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J Health Econ. 2011 Sep;30(5):858-68. doi: 10.1016/j.jhealeco.2011.06.006. Epub 2011 Jul 1.

Psychiatric disorders and labor market outcomes: evidence from the National Comorbidity Survey-Replication.

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University at Albany, Economics Department, Business Administration 111A, 1400 Washington Avenue, Albany, NY 12222, USA.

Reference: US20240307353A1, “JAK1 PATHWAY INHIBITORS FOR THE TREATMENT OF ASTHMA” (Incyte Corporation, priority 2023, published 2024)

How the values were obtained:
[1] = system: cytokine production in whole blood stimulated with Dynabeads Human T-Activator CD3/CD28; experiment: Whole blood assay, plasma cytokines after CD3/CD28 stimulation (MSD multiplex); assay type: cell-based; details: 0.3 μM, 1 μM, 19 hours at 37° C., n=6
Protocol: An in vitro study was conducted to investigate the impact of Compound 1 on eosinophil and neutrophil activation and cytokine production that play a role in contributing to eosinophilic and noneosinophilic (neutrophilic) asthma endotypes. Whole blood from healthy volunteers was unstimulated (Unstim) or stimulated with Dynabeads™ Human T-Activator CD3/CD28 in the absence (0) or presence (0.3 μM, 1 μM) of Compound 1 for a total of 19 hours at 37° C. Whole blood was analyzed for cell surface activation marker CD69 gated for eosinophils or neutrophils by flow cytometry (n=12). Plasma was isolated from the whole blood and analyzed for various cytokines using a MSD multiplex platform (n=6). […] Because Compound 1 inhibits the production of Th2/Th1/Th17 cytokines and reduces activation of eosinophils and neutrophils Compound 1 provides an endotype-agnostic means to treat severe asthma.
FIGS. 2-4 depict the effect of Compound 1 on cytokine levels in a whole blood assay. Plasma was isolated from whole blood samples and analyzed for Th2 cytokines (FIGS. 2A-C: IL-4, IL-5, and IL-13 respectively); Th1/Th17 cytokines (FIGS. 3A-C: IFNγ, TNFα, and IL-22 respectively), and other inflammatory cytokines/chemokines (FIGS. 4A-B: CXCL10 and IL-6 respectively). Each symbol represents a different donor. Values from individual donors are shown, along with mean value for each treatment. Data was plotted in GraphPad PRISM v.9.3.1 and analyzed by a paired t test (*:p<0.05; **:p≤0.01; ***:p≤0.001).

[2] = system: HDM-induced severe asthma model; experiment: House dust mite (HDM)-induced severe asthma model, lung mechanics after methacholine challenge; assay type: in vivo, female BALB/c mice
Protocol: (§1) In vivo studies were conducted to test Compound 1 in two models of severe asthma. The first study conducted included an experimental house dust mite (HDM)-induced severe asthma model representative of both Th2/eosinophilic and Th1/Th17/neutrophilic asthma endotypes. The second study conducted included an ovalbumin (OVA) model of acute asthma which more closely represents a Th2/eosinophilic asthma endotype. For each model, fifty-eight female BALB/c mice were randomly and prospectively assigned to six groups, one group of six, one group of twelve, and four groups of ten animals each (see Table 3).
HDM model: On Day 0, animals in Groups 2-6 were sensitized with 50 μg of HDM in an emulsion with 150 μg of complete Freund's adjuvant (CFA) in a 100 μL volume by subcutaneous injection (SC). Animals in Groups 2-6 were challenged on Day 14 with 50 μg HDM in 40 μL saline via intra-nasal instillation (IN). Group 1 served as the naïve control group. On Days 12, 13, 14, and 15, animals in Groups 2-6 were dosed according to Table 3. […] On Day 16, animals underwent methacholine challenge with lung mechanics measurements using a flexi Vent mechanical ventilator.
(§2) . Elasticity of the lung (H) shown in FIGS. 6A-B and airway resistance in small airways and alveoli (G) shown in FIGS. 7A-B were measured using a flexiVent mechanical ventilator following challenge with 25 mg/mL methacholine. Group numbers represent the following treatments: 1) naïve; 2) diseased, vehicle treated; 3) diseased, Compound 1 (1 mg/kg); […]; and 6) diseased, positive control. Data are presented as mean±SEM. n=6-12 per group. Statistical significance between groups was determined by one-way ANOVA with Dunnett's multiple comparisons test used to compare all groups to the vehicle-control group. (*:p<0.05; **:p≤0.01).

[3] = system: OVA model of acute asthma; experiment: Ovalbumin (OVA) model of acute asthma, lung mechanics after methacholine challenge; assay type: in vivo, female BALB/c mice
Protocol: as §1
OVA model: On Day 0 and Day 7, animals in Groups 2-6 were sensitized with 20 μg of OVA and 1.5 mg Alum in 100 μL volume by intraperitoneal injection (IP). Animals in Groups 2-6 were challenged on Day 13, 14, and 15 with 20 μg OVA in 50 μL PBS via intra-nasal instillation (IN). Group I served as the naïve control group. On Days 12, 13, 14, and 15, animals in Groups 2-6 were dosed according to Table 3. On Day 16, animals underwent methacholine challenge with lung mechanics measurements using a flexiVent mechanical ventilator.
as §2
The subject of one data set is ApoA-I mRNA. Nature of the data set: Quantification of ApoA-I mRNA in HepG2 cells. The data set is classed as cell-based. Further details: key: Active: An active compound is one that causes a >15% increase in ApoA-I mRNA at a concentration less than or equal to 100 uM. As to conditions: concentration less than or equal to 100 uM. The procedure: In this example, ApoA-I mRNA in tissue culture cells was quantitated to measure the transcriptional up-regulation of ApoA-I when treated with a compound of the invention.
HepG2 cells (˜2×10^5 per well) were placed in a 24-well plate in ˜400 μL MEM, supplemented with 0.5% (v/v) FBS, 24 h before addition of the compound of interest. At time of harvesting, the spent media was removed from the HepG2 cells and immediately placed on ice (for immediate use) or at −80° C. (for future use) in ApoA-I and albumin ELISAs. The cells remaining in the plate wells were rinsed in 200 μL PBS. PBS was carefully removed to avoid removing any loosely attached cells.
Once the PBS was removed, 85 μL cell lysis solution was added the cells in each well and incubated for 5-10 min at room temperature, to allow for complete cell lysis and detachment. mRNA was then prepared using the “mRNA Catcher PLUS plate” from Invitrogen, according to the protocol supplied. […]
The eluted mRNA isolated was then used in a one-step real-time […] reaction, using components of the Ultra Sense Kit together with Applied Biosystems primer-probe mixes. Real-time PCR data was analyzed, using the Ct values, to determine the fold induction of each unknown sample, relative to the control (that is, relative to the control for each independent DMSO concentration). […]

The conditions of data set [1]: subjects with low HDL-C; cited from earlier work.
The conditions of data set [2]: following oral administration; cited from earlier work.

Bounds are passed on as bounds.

This paper uses the National Comorbidity Survey-Replication to estimate effects of recent psychiatric disorder on employment, hours worked, and earnings. We employ methods proposed in Altonji et al. (2005a) which use selection on observable traits to provide information regarding selection along unobservable factors. Among males, disorder is associated with reductions in labor force participation and employment. When selection on observed characteristics is set equal to selection on unobserved characteristics, the magnitudes of these effects for males are 9 and 14 percentage point reductions for participation and employment, respectively. Among females, we find negative associations between disorder and labor force participation and employment, but these estimates are more sensitive to assumptions about selection. There are no effects of disorder on earnings or hours worked among employed individuals.

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